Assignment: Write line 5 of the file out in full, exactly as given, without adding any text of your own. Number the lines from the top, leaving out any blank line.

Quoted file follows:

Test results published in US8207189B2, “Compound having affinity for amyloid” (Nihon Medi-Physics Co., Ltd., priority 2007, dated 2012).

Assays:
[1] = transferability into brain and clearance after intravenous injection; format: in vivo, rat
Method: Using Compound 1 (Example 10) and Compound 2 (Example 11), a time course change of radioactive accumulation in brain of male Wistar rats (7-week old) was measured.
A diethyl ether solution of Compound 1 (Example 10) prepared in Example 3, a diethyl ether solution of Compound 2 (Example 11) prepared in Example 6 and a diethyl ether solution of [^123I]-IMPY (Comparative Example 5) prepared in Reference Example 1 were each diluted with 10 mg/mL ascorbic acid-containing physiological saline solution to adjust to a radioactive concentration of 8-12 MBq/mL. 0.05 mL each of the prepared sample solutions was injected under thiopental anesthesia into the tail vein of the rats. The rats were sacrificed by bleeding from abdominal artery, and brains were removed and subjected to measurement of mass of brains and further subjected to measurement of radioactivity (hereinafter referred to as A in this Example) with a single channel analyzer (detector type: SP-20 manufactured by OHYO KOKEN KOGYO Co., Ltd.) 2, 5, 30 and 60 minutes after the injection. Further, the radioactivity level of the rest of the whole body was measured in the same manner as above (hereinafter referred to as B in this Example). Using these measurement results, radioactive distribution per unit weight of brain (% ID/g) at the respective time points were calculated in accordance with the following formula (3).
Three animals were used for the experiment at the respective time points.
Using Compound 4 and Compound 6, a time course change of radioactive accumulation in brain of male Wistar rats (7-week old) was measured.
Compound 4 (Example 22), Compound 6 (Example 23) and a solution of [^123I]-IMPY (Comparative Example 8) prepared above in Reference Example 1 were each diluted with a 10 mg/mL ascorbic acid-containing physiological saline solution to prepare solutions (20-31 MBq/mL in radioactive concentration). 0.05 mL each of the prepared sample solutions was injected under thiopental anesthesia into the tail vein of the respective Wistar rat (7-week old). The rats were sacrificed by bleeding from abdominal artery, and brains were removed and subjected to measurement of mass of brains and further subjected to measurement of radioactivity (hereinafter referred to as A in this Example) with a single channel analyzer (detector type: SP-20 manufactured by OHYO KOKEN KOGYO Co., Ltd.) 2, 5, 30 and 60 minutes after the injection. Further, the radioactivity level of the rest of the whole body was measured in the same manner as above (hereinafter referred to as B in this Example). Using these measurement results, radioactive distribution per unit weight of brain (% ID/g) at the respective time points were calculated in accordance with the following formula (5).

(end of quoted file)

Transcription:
A diethyl ether solution of Compound 1 (Example 10) prepared in Example 3, a diethyl ether solution of Compound 2 (Example 11) prepared in Example 6 and a diethyl ether solution of [^123I]-IMPY (Comparative Example 5) prepared in Reference Example 1 were each diluted with 10 mg/mL ascorbic acid-containing physiological saline solution to adjust to a radioactive concentration of 8-12 MBq/mL. 0.05 mL each of the prepared sample solutions was injected under thiopental anesthesia into the tail vein of the rats. The rats were sacrificed by bleeding from abdominal artery, and brains were removed and subjected to measurement of mass of brains and further subjected to measurement of radioactivity (hereinafter referred to as A in this Example) with a single channel analyzer (detector type: SP-20 manufactured by OHYO KOKEN KOGYO Co., Ltd.) 2, 5, 30 and 60 minutes after the injection. Further, the radioactivity level of the rest of the whole body was measured in the same manner as above (hereinafter referred to as B in this Example). Using these measurement results, radioactive distribution per unit weight of brain (% ID/g) at the respective time points were calculated in accordance with the following formula (3).